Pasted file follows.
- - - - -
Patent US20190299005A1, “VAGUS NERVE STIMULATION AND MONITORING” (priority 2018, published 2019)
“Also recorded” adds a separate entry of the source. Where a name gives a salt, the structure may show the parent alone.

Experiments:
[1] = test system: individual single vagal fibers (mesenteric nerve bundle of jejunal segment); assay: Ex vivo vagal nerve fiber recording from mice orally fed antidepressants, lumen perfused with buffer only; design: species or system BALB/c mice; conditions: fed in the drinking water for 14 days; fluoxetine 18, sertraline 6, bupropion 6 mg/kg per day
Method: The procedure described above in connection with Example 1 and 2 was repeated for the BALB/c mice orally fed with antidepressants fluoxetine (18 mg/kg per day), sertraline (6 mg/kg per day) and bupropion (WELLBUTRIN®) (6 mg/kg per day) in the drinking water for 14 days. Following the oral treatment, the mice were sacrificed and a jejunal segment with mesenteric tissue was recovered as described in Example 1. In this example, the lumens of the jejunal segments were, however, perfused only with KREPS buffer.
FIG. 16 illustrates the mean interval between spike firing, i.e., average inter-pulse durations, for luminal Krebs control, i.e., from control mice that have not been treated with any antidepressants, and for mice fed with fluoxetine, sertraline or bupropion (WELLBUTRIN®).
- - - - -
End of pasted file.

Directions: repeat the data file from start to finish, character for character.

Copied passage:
Patent US20190299005A1, “VAGUS NERVE STIMULATION AND MONITORING” (priority 2018, published 2019)
“Also recorded” adds a separate entry of the source. Where a name gives a salt, the structure may show the parent alone.

Experiments:
[1] = test system: individual single vagal fibers (mesenteric nerve bundle of jejunal segment); assay: Ex vivo vagal nerve fiber recording from mice orally fed antidepressants, lumen perfused with buffer only; design: species or system BALB/c mice; conditions: fed in the drinking water for 14 days; fluoxetine 18, sertraline 6, bupropion 6 mg/kg per day
Method: The procedure described above in connection with Example 1 and 2 was repeated for the BALB/c mice orally fed with antidepressants fluoxetine (18 mg/kg per day), sertraline (6 mg/kg per day) and bupropion (WELLBUTRIN®) (6 mg/kg per day) in the drinking water for 14 days. Following the oral treatment, the mice were sacrificed and a jejunal segment with mesenteric tissue was recovered as described in Example 1. In this example, the lumens of the jejunal segments were, however, perfused only with KREPS buffer.
FIG. 16 illustrates the mean interval between spike firing, i.e., average inter-pulse durations, for luminal Krebs control, i.e., from control mice that have not been treated with any antidepressants, and for mice fed with fluoxetine, sertraline or bupropion (WELLBUTRIN®).